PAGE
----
Following on from yesterday’s rant about the Metro and it’s reporting of superstitions I have an honest enquiry about the HPV cervical cancer vaccinations.
The purpose of the jabs is to provide some level of immunity to the papilloma virus which manifests as genital warts and an increased chance of cervical cancer. The virus is responsible for about 70% of cervical cancers. It isn’t a replacement for proper screening but should save a few lives anyway.
Putting aside the irresponsible actions of St Monica’s Catholic School who “unanimously came to the conclusion that vaccination against it is a personal matter for parents to decide in consultation with their family doctor and their children.” even though a private course of injections costs around £500. Putting aside that they claim that it is not a moral issue (it isn’t, it’s a medical issue) the faith based teaching ideals must have had a strong influence on the decision.
How is it even a moral issue? I ask this is all seriousness. It is true that if nobody had sex the virus would be eliminated within a century or if people restricted themselves only to one sexual partner forever. This would have to be everybody of course, not just the girls at St Monica’s.
Let’s assume for a moment that it is considered moral to wait till you marry to have sex and that we should encourage that very Victorian idea. If a male partner has sex with someone else and becomes a carrier of the papilloma virus that transmits to the woman (who only ever had sex with her husband) then she is at risk. I’m not even talking about unfaithful men here, what about divorce or death? I would think it very rare for one man and one woman to be exclusive for their entire lives.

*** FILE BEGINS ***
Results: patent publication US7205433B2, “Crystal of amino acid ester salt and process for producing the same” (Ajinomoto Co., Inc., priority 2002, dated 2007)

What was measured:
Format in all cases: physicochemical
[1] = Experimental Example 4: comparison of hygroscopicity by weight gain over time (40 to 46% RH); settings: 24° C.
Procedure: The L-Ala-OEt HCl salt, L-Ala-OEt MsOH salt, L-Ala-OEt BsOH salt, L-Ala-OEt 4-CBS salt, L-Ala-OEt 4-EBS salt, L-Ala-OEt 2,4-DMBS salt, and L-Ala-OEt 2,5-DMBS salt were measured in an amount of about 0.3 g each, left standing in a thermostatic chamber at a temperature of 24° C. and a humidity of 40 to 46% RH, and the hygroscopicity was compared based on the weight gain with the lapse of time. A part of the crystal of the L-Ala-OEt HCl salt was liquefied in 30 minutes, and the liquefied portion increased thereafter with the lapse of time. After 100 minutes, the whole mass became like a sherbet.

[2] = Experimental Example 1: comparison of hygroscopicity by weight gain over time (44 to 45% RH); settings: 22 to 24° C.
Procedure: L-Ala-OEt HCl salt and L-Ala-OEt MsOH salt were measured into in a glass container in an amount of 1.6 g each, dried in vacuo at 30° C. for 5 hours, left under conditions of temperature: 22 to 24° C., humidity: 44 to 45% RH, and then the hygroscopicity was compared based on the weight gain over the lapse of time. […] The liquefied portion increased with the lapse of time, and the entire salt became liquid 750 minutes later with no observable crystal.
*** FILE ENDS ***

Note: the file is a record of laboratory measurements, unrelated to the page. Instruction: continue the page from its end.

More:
I don’t consider it the moral course to place this sort of restriction on people. Even if I did it would be impractical to enforce. Not everybody thinks the same after all. As people will continue to have sex with one another whether I like it or not then we should take steps to ensure that people are not spreading disease through sex. An immunisation programme seems the obvious limiter here. Remember that you need only have sex once to get the virus, it isn’t something that only occurs through promiscuity. That’s just more Victorian thinking.
Returning to my question. Given that the purpose is to limit the spread of the virus and provide protection from infection by HPV can anyone please explain why boys are not being immunised as well? True, boys cannot get cervical cancer, the lack of a cervix ensures that, but boys can still carry the virus and spread it. Wouldn’t immunisation for boys as well as girls make the effectiveness of the vaccine much greater?